One thing became quickly clear after we moved to Delaware. If you live here, you are probably: (a) an attorney, (b) an engineer, (c) a DuPont, or (d) all of the above. This is evident everywhere. Even Christmas.
A Very Longwood Christmas: DuPonts as Conservationists
One of our first holiday outings was a trip to Longwood Gardens. The property has a long history, passing from the Lenni Lenape tribe to the Quaker farmers who first planted an arboretum there. In 1906, when a lumber miller operator acquired the property, Pierre S. du Pont intervened to save the trees. Today, Longwood is one of the country’s leading horticultural display gardens.
The gardens go all out for A Longwood Christmas. The conservatory is decked out for the holiday like Versailles, with topiaries, wreaths, and more than 50 trees trimmed in holiday hues and crystal ornaments. Thousands of floating cranberries, apples, and gilded walnuts create an intricate mosaic styled after a French parterre garden. Fountains dance to holiday music, carolers stroll, and half-million twinkling lights deck the halls, trees, and everything in between.
Unlike California, however, boots, warm coats, scarves, and mittens are not fashion accessories. They are essential. The temperature today? A brisk 28 degrees. I highly recommend frequent stops for hot chocolate. Or a stop by the Beer Garden for bratwurst, a beer, some hard cider, or a nip of Bailey’s in that hot cocoa.
We are now members, so if you are in town and would like to visit the gardens, let me know! (I have extra gloves and hats.)
The Hagley Museum: DuPont Holiday Decorations and Explosives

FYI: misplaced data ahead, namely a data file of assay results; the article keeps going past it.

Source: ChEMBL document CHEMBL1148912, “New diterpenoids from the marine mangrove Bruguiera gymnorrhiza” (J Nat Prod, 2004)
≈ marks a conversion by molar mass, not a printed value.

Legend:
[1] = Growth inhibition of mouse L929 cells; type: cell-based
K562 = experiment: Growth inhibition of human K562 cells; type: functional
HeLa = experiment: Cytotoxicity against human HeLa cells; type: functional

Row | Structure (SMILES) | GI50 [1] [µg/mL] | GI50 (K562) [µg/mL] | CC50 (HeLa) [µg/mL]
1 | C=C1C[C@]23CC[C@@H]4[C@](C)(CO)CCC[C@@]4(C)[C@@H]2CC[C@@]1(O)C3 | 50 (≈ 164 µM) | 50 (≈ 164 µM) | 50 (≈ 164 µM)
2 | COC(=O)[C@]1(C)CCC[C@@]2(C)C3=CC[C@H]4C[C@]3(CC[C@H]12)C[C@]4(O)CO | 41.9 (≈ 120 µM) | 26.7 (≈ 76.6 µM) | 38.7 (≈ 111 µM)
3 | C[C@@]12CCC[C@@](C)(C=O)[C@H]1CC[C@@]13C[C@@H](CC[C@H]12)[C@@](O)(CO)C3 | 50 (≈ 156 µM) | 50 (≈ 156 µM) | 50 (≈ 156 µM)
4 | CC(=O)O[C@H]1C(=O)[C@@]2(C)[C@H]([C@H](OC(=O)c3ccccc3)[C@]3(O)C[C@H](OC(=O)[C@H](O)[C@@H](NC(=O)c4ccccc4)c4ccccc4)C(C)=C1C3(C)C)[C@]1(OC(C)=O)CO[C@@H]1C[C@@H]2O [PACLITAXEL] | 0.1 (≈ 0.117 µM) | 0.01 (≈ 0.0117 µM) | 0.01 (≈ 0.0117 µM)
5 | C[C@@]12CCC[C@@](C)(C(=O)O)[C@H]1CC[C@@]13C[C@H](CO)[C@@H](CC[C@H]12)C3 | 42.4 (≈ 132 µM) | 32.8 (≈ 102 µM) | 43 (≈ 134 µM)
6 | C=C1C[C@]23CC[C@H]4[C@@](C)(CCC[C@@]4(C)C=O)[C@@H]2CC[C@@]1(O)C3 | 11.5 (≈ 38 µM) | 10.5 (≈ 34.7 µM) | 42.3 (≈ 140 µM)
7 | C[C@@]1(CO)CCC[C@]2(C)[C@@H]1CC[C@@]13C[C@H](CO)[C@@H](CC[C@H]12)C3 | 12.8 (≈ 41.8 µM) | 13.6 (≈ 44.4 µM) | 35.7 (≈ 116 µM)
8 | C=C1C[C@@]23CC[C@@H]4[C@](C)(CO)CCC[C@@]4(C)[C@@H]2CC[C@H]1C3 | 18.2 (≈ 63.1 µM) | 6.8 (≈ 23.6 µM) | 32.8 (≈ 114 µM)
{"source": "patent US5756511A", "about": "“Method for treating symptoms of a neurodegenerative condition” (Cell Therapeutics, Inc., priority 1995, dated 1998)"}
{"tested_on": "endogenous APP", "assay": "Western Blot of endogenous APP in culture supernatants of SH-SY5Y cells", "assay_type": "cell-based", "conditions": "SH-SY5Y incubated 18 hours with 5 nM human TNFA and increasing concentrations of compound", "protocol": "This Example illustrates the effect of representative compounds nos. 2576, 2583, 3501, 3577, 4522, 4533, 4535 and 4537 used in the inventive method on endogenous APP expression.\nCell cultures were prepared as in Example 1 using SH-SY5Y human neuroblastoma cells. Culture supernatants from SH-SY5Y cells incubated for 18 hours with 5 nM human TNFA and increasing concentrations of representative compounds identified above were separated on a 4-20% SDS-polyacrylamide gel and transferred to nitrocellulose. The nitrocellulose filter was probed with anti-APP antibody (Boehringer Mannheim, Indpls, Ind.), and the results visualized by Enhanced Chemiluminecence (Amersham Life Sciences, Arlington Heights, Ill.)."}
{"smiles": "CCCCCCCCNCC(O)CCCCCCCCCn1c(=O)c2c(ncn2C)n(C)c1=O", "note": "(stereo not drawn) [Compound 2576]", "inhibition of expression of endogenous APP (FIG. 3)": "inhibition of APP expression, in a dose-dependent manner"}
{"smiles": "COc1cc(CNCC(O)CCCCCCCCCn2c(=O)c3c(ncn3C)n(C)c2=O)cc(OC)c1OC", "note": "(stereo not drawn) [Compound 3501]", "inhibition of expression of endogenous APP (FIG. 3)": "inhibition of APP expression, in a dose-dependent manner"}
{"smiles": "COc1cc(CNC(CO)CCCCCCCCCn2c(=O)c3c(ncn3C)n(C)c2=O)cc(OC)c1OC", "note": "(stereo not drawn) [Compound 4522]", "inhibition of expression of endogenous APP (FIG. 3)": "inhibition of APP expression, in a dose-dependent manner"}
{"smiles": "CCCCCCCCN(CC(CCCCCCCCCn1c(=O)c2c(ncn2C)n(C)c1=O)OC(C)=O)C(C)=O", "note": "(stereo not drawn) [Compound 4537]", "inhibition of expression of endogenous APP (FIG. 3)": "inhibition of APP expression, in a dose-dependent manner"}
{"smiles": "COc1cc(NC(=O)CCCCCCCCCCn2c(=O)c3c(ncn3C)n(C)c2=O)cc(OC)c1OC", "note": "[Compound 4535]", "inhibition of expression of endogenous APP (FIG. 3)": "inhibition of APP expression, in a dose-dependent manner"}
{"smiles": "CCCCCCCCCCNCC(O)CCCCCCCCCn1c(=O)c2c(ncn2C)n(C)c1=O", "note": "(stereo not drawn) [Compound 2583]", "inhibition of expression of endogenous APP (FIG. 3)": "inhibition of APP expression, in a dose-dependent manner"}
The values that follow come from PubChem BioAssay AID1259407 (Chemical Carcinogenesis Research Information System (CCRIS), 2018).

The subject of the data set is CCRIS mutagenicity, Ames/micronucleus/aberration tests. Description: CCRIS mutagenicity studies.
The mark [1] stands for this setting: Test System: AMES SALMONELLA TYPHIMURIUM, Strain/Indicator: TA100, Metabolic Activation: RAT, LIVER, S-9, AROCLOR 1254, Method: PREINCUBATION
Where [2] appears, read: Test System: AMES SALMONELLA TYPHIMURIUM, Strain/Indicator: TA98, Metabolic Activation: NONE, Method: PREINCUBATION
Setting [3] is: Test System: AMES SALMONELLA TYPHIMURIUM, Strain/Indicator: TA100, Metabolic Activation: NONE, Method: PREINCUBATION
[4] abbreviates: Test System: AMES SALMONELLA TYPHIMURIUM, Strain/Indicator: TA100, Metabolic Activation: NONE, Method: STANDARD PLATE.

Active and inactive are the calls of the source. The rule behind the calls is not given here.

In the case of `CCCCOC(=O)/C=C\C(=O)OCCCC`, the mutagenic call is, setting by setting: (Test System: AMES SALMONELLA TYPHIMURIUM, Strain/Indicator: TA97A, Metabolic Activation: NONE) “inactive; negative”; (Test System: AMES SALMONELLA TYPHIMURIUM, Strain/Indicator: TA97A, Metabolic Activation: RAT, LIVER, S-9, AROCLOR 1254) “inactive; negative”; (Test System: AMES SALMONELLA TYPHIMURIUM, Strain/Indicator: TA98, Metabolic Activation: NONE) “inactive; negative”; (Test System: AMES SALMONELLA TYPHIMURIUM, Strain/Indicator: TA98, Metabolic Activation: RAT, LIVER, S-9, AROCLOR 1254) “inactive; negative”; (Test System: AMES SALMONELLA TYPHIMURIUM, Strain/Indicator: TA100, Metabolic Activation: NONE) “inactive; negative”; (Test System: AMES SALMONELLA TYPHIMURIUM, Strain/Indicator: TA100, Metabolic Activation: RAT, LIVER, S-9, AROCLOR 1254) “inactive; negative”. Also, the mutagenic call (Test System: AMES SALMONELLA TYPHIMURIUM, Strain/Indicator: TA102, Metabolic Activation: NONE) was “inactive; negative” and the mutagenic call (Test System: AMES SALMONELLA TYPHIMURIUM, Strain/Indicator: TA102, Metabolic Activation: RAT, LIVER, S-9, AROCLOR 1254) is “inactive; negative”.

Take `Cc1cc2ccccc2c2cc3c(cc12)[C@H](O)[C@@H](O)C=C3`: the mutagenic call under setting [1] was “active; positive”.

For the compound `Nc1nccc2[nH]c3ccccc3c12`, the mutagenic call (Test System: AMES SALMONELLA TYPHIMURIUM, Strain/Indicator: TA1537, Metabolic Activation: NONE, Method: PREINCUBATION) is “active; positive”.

We also visited the Hagley Museum, another not-to-be-missed Wilmington destination. The 1803 du Pont family ancestral home, Eleutherian Mills, features holiday decorations and interpretations of the French New Year’s gift exchanges and Twelfth Night celebrations.
After touring the house, we stopped at the DuPont: The Explosives Era exhibit. Then on to a tour of the powder yards with their historic stone structures that housed the powder manufacturing process, working 19th-century machinery, waterwheels and turbines powered by the river, and a sixteen-ton operating roll mill. And what better way to wrap up than watching the black powder explosion demonstrations? Unless its a stop at the site and debris of one of the largest accidental explosions in the history of the yards. Ka-boom!
Holiday Cookies: Jumbles by Louisa de Pont
Jumbles were a classic 19th century cookie. Louisa Gerhard du Pont (1816-1900), wife of Henry du Pont (1812-1889), apparently used rose water in her recipe. The Hagley is giving out copies to all holiday visitors, so I am including the recipe here. I don’t have any rose water on hand. But if any of you want to try some du Pont-inspired baking, let me know how it turns out!
- 1 cup butter
- 1 cup sugar
- 3 1/2 cups all-purpose flour
- 2 eggs
- 1 tablespoon cinnamon
- 1 tablespoon rose water
Cream together butter and sugar. Add remaining ingredients. Make cookies by placing about a teaspoon of dough on a buttered cookie sheet and flattening out with the bottom of a glass dipped in granulated sugar. Bake at 350 degrees until edges are slightly brown.
Happy Holidays from Delaware!